Author: Naomi, Girl Hack Trainer
This September, Girl Hack kicked off at six high schools across New York City, bringing together students interested in digital media and technology for a year of creating fun, original, socially conscious media projects!
Students started the year by getting to know each other and creating mind maps about what they hope to learn and do in Girl Hack, and what they want Girl Hack to be, for them and their communities. A few ideas came up time and again: this group is motivated by feminism, video games, keeping up with the news, coding, and staying woke about equal rights issues for girls and women! We also talked about how this work can support individual students' college and career goals, and heard from students who are interested in pursuing everything from fashion to veterinary school to law to the military! Along with these conversations, we started to discuss the concepts of intersectionality and the importance of equitable representation in media, posing the questions: How do we want to be represented in media? How can we help ensure that groups we don't personally identify with also get fair representation?
[Caption: Starting our year at Girl Hack with group conversations and mind mapping!]
For their first project of the year, students dipped their toes in the world of graphic design and got to work making incredible posters to let their schools know about Girl Hack and why everyone should want to join. We quickly got busy putting these beautiful designs up around the schools. Girl Hack represent!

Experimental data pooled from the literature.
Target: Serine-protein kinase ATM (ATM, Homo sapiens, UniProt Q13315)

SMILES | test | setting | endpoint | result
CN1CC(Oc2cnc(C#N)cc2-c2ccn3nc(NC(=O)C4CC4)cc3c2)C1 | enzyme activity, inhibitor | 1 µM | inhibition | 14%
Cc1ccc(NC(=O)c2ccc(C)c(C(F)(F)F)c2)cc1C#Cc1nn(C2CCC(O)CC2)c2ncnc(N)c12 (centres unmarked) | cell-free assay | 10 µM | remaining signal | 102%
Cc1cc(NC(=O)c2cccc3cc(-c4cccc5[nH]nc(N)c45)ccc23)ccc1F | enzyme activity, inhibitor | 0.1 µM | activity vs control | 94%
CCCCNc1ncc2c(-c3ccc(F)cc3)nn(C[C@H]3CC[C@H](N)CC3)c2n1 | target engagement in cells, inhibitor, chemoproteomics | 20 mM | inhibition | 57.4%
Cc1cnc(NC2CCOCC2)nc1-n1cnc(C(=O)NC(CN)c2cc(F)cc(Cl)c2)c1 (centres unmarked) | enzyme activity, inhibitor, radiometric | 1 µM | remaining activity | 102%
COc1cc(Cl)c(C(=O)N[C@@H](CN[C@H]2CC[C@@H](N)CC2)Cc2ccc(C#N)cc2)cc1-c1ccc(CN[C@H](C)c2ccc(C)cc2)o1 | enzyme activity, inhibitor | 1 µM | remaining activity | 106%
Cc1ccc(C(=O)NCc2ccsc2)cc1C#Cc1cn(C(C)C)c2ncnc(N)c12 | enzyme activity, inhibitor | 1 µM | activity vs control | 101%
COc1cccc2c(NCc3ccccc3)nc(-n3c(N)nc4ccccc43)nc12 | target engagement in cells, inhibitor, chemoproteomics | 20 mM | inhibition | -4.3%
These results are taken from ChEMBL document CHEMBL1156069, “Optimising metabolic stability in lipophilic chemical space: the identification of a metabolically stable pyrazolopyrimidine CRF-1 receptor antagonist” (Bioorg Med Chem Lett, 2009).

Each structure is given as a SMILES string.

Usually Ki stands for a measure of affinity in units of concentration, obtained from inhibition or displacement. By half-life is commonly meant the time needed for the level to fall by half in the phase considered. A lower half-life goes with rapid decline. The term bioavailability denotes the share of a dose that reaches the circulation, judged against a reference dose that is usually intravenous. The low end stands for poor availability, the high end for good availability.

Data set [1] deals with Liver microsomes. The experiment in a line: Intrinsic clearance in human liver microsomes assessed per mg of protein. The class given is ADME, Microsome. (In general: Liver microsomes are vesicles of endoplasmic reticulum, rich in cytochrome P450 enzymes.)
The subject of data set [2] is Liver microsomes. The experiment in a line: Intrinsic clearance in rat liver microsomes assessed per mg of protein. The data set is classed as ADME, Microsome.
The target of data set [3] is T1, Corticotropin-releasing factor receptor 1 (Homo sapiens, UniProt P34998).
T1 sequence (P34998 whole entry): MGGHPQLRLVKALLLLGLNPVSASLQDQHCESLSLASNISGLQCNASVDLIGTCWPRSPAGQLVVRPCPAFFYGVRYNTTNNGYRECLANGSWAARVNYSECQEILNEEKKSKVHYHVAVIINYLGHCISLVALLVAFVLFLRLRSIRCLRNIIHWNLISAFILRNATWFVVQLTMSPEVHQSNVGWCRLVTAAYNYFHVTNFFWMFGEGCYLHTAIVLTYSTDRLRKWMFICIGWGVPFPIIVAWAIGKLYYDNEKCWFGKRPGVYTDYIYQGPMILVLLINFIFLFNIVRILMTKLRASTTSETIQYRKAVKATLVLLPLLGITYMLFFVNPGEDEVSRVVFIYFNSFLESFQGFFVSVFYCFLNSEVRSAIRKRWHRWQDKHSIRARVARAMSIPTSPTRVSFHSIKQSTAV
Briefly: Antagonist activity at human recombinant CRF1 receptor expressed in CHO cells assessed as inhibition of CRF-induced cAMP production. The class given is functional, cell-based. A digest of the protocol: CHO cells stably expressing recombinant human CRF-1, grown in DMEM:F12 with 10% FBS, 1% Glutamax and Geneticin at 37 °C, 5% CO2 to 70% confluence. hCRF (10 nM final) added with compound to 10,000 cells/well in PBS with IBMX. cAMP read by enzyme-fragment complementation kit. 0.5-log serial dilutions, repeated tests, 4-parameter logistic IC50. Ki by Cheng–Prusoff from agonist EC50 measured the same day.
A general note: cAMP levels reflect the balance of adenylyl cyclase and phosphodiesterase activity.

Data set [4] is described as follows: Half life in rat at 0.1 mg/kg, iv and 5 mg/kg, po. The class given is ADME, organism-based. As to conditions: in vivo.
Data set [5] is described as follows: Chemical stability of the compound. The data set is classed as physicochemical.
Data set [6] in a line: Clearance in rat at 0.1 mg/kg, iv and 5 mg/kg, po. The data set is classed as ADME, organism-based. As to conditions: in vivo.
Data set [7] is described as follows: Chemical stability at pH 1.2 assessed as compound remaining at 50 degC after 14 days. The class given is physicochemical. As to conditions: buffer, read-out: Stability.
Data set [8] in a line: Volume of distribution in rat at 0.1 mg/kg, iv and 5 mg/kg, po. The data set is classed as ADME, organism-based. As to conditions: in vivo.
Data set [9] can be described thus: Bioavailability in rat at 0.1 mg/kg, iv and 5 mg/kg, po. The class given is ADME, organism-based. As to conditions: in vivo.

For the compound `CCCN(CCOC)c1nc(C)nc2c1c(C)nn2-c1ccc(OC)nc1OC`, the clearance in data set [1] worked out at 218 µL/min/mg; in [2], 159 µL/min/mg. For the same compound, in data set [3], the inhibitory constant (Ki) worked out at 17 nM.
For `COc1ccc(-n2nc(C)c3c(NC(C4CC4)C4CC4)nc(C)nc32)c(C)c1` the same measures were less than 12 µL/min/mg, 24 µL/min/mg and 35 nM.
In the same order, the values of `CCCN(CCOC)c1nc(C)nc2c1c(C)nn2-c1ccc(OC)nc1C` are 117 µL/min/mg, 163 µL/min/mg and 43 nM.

[Caption: A sampling of the amazing posters designed by Girl Hack students this fall!]
From there, we dove deeper with our graphic design skills. We checked out ad campaigns from around the world, discussing how a single image can tell a story, and thinking critically about who is represented, who is missing, and why. In this vein of storytelling images, we moved on to read comic books, discuss heroes' origin stories, and created our very own superheroes and everyday heroes fighting for causes students care about, like the environment, disability awareness, bullying, and more.
[Caption: Sample covers and panels from the first generation of Girl Hack comic books!]
For our next unit, Girl Hack students are discussing bodily autonomy and what rights teens, girls, and women have around the world when it comes to making decisions about their bodies. We'll be creating podcasts that explore these issues and tell the stories of people who have been impacted--stay tuned!
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